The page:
Clarendon’s commercial area is a huge part of its appeal. It’s the go-to spot for nightlife and dining in Northern Virginia, and draws more than a few District residents on the weekends. Clustered near the Clarendon/Courthouse Metro are a string of stores, bars, restaurants and clubs, and while the neighborhood has seen an increasing number of chain outlets move in, it’s still home to several one-of-a-kind spots. Those include Iota and Galaxy Hut, small venues offering live music, from folk to experimental and a great beer selection; Whitlow’s on Wilson, perhaps the most popular grill and bar in Clarendon, evidenced by the young professional set that flocks there Thursday through Sunday nights; and Liberty Tavern, a local favorite known for the omelettes and French press coffee it serves at brunch. In central Clarendon you will find the always-crowded Whole Foods, as well as Market Commons, a small outdoor mall that’s home to suburban mainstays like Ann Taylor Loft, Barnes and Noble, and Pottery Barn as well as the mall’s most popular resident: The Apple Store.

Family Friendliness

The neighborhood is home to scores of young families, most of whom live in Lyon Village and Lyon Park. Both areas are remarkably safe for kids: though major thoroughfares border both regions, the streets are largely protected from heavy traffic and are dotted by several spacious parks.

Clarendon: Happily Straddling the Line Between City and Suburb: Figure 4

Arlington public schools are considered some of the best in the DC area. Those in Clarendon include: Arlington Science Focus School and Key Elementary School on the Lyon Village side and Long Branch Elementary on the Lyon Park side. Area public school students attend Thomas Jefferson Middle School and Washington Lee High School. “At 7:45am, you see droves of moms with strollers walking up Fillmore to the school,” said Wendell Brown, a long-time Lyon Park resident who lives just down the street from Long Branch Elementary. “Those parents think they run that school,” he said with a smile, noting the high level of parental involvement. H.B. Woodlawn, a magnet middle and high school perennially rated one of the very best in the country, is also nearby, and many Clarendon parents hope their children are admitted through the school's annual lottery.

Crime? What Crime?

Clarendon is a remarkably safe area. In 2009, Arlington County experienced only two homicides (compared to the District’s 143). The most significant crime problem seems to be theft from autos. “Most of that is from people who left their valuables in plain sight or didn’t lock their car doors,” said Nate Foster, the Arlington County Police Department’s crime analyst. Foster said that aside from this type of crime, there’s hardly any crime otherwise. “It’s a very safe area.”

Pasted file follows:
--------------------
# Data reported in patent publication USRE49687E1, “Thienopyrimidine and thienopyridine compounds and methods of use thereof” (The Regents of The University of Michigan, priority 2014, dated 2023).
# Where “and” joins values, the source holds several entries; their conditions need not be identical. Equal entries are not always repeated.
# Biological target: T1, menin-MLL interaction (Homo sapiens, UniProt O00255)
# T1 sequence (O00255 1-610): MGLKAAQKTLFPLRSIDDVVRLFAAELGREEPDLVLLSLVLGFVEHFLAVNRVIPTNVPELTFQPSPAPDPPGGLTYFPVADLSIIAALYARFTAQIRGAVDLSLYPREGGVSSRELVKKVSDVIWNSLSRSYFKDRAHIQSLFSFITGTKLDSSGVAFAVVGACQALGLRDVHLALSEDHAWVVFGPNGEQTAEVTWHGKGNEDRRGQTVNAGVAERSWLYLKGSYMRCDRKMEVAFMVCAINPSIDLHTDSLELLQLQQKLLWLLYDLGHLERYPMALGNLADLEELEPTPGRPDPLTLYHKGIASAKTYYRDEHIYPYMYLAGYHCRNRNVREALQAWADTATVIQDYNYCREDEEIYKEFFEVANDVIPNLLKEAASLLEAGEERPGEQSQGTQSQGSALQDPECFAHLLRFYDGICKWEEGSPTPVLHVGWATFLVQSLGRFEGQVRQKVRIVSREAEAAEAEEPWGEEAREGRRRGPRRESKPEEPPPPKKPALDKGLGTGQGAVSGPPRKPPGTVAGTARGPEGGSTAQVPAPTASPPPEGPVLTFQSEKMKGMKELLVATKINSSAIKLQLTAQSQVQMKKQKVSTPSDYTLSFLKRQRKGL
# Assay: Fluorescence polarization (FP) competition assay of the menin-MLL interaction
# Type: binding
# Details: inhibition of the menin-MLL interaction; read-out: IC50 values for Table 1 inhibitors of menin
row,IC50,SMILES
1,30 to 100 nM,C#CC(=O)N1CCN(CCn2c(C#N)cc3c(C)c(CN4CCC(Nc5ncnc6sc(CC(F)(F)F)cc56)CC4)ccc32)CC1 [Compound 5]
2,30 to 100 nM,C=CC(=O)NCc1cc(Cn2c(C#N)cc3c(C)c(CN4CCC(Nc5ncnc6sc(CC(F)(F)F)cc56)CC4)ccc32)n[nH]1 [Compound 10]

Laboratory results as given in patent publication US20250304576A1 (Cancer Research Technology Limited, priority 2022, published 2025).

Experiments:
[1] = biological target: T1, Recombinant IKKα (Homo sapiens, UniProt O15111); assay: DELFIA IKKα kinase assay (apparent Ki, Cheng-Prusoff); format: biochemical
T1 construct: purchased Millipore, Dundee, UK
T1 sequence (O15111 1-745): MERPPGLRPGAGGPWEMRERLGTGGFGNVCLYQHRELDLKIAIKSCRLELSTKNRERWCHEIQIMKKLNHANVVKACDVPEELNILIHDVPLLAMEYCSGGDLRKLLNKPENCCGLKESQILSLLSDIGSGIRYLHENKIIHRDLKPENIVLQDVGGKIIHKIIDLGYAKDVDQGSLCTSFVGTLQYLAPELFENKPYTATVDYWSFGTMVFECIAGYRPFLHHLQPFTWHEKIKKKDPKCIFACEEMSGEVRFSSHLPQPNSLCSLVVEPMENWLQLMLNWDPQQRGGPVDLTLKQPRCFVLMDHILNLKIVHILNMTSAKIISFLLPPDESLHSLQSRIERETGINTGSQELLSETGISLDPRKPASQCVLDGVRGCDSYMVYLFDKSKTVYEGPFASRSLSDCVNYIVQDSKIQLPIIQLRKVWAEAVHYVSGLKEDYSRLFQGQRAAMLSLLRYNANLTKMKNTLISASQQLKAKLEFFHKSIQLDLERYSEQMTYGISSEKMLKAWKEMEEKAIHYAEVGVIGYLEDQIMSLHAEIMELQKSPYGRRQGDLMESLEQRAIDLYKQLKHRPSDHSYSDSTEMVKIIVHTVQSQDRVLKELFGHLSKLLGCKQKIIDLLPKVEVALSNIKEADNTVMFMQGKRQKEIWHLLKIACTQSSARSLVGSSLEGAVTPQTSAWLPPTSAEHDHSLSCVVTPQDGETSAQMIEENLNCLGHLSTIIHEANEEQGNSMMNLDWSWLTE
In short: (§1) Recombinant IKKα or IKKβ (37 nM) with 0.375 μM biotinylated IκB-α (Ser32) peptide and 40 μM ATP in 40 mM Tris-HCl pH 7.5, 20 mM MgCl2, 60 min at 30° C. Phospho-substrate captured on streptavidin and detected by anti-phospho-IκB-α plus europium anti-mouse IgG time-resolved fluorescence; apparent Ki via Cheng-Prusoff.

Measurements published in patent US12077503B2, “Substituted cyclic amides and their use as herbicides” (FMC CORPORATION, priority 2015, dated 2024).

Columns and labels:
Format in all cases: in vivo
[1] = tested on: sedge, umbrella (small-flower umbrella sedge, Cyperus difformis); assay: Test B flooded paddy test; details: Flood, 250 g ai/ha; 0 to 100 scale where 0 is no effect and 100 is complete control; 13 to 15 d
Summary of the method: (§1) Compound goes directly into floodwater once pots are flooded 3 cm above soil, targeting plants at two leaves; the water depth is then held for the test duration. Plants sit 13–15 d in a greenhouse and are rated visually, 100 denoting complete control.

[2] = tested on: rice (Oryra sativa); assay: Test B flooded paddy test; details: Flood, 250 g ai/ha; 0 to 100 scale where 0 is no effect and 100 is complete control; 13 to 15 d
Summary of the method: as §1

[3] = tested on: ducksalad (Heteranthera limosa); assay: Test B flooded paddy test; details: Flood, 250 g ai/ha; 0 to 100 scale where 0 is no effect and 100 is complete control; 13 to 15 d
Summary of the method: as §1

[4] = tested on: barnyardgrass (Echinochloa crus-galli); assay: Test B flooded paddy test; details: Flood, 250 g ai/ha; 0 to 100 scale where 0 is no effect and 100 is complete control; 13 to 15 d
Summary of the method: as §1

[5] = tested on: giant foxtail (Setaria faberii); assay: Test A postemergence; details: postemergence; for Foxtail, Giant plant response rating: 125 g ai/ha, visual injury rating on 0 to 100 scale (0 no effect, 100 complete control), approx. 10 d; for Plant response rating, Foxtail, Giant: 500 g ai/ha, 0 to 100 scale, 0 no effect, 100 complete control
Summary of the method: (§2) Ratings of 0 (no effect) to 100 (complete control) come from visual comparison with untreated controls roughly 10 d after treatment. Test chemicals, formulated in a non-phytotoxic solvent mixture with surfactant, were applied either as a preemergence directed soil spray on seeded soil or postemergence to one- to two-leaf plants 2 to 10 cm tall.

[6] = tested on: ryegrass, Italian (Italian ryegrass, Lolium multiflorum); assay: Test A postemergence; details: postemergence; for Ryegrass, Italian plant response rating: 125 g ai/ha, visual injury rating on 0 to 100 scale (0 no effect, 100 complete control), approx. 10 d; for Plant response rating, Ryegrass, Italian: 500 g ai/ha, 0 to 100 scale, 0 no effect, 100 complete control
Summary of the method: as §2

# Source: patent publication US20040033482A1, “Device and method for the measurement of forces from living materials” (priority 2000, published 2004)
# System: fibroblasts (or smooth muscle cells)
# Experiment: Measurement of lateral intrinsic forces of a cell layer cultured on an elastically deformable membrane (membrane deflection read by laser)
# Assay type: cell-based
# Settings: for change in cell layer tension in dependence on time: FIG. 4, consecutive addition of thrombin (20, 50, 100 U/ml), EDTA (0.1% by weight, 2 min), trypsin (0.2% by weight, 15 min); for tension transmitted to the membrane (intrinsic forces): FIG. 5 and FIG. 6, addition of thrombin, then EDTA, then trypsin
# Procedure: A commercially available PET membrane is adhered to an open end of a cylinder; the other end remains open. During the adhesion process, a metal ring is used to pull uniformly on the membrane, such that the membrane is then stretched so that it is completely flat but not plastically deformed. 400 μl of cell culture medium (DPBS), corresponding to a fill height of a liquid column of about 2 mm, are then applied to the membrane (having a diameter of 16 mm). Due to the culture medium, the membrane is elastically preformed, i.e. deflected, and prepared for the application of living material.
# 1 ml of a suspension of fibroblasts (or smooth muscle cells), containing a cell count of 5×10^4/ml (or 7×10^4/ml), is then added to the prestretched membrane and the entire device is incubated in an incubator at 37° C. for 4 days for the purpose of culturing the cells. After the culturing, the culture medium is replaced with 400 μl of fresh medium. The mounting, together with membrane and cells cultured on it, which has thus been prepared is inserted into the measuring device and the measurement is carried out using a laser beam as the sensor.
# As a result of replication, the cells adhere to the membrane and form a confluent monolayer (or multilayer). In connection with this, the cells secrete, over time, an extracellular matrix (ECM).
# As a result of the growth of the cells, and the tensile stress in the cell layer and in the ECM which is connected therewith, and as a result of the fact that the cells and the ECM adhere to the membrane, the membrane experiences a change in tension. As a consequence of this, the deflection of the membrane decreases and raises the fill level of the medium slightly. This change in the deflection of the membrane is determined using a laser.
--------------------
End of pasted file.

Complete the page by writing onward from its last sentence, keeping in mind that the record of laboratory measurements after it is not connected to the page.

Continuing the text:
Transportation and Parking

Clarendon is on the Metro’s Orange Line, and its station is at the center of the neighborhood’s commercial district. It’s also accessible to the District by Metrobus 38B, as well as to other Arlington areas via the county’s ART 41, 42, and 77 buses. The area also has wide bicycle lanes on the main roads to and from DC.

Clarendon: Happily Straddling the Line Between City and Suburb: Figure 5

While traffic can be an issue in the area, many side streets are closed to through-going vehicles, so the problem is limited. The neighborhood is close to many of the area’s main roads, including Route 50, I-66, and the George Washington Parkway. While parking in the area’s commercial zone can be not only difficult, but risky—parking inspectors are viewed as ruthless about expired meters—residential areas have few problems. Streets closer to the retail strips do face some parking overflow, but many are zoned for residential parking, which keeps outsiders’ cars out.

Bottom Line

Last year, The Washington Post described Clarendon as “the hippest spot north of Richmond and south of the Potomac.” While this is not a huge feat given the competition in Northern Virginia, Clarendon’s restaurants, bars and retail have not become a destination by default. When you factor in that the area has a number of safe and walkable communities, good schools, and residents that cover a variety of demographic quotas, the idea of choosing Clarendon over some of the more popular neighborhoods in DC does not seem that far-fetched. And in a still-expanding metropolitan region like Washington, it’s hard to imagine the demand for an area like Clarendon will change. Amanda Abrams is a Washington, DC-based journalist who has written feature stories for The Washington Post, Christian Science Monitor, and Washington City Paper.

More Stuff about Clarendon


More Photos

Below are more photos of the streets of Clarendon. Click on any photo to enlarge into a slideshow.

Clarendon's Apple Store
Clarendon's Apple Store
Clarendon bungalow
Clarendon bungalow
High-rise condos in the commercial corridor
High-rise condos in the commercial corridor
Colonials along Clarendon's side streets
Colonials along Clarendon's side streets


And last but not least...

The (in)famous Clarendon Rap, from 2009:


See other articles related to: arlington, clarendon, hoods

This article originally published at https://dc.urbanturf.com/articles/blog/clarendon_happily_straddling_the_line_between_city_and_suburb/2057.